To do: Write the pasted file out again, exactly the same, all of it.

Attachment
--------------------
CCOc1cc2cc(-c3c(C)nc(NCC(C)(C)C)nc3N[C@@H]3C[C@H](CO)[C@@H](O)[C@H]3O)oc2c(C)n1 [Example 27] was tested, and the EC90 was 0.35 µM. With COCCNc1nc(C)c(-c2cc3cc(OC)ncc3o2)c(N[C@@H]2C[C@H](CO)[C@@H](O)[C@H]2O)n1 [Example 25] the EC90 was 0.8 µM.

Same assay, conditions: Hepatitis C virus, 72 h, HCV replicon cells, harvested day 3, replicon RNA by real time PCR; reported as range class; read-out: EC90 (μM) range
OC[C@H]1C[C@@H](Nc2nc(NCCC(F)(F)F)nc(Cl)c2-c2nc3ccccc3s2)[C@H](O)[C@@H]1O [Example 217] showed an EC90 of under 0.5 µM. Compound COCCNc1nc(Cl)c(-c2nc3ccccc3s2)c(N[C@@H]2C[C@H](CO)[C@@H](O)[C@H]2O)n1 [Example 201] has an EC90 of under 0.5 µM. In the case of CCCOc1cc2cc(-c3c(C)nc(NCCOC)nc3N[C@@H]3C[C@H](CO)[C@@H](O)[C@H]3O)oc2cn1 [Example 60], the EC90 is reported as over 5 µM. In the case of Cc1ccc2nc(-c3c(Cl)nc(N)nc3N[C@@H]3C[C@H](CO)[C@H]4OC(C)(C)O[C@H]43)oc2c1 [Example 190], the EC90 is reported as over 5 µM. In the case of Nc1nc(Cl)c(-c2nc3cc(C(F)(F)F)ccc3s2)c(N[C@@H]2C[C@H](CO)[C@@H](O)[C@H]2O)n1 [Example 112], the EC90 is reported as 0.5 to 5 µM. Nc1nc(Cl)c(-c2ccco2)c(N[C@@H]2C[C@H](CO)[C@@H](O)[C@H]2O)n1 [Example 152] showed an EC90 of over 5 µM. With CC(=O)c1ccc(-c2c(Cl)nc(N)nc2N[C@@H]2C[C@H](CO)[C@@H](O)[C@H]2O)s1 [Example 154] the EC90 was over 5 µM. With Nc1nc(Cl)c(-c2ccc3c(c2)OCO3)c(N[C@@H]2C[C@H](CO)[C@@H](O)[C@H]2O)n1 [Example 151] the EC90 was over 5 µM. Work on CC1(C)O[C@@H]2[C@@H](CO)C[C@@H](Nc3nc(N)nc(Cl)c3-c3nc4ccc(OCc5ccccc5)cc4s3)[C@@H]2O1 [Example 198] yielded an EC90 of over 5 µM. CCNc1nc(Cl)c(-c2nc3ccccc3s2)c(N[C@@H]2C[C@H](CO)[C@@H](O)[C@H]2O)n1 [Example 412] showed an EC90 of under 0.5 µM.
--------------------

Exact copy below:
CCOc1cc2cc(-c3c(C)nc(NCC(C)(C)C)nc3N[C@@H]3C[C@H](CO)[C@@H](O)[C@H]3O)oc2c(C)n1 [Example 27] was tested, and the EC90 was 0.35 µM. With COCCNc1nc(C)c(-c2cc3cc(OC)ncc3o2)c(N[C@@H]2C[C@H](CO)[C@@H](O)[C@H]2O)n1 [Example 25] the EC90 was 0.8 µM.

Same assay, conditions: Hepatitis C virus, 72 h, HCV replicon cells, harvested day 3, replicon RNA by real time PCR; reported as range class; read-out: EC90 (μM) range
OC[C@H]1C[C@@H](Nc2nc(NCCC(F)(F)F)nc(Cl)c2-c2nc3ccccc3s2)[C@H](O)[C@@H]1O [Example 217] showed an EC90 of under 0.5 µM. Compound COCCNc1nc(Cl)c(-c2nc3ccccc3s2)c(N[C@@H]2C[C@H](CO)[C@@H](O)[C@H]2O)n1 [Example 201] has an EC90 of under 0.5 µM. In the case of CCCOc1cc2cc(-c3c(C)nc(NCCOC)nc3N[C@@H]3C[C@H](CO)[C@@H](O)[C@H]3O)oc2cn1 [Example 60], the EC90 is reported as over 5 µM. In the case of Cc1ccc2nc(-c3c(Cl)nc(N)nc3N[C@@H]3C[C@H](CO)[C@H]4OC(C)(C)O[C@H]43)oc2c1 [Example 190], the EC90 is reported as over 5 µM. In the case of Nc1nc(Cl)c(-c2nc3cc(C(F)(F)F)ccc3s2)c(N[C@@H]2C[C@H](CO)[C@@H](O)[C@H]2O)n1 [Example 112], the EC90 is reported as 0.5 to 5 µM. Nc1nc(Cl)c(-c2ccco2)c(N[C@@H]2C[C@H](CO)[C@@H](O)[C@H]2O)n1 [Example 152] showed an EC90 of over 5 µM. With CC(=O)c1ccc(-c2c(Cl)nc(N)nc2N[C@@H]2C[C@H](CO)[C@@H](O)[C@H]2O)s1 [Example 154] the EC90 was over 5 µM. With Nc1nc(Cl)c(-c2ccc3c(c2)OCO3)c(N[C@@H]2C[C@H](CO)[C@@H](O)[C@H]2O)n1 [Example 151] the EC90 was over 5 µM. Work on CC1(C)O[C@@H]2[C@@H](CO)C[C@@H](Nc3nc(N)nc(Cl)c3-c3nc4ccc(OCc5ccccc5)cc4s3)[C@@H]2O1 [Example 198] yielded an EC90 of over 5 µM. CCNc1nc(Cl)c(-c2nc3ccccc3s2)c(N[C@@H]2C[C@H](CO)[C@@H](O)[C@H]2O)n1 [Example 412] showed an EC90 of under 0.5 µM.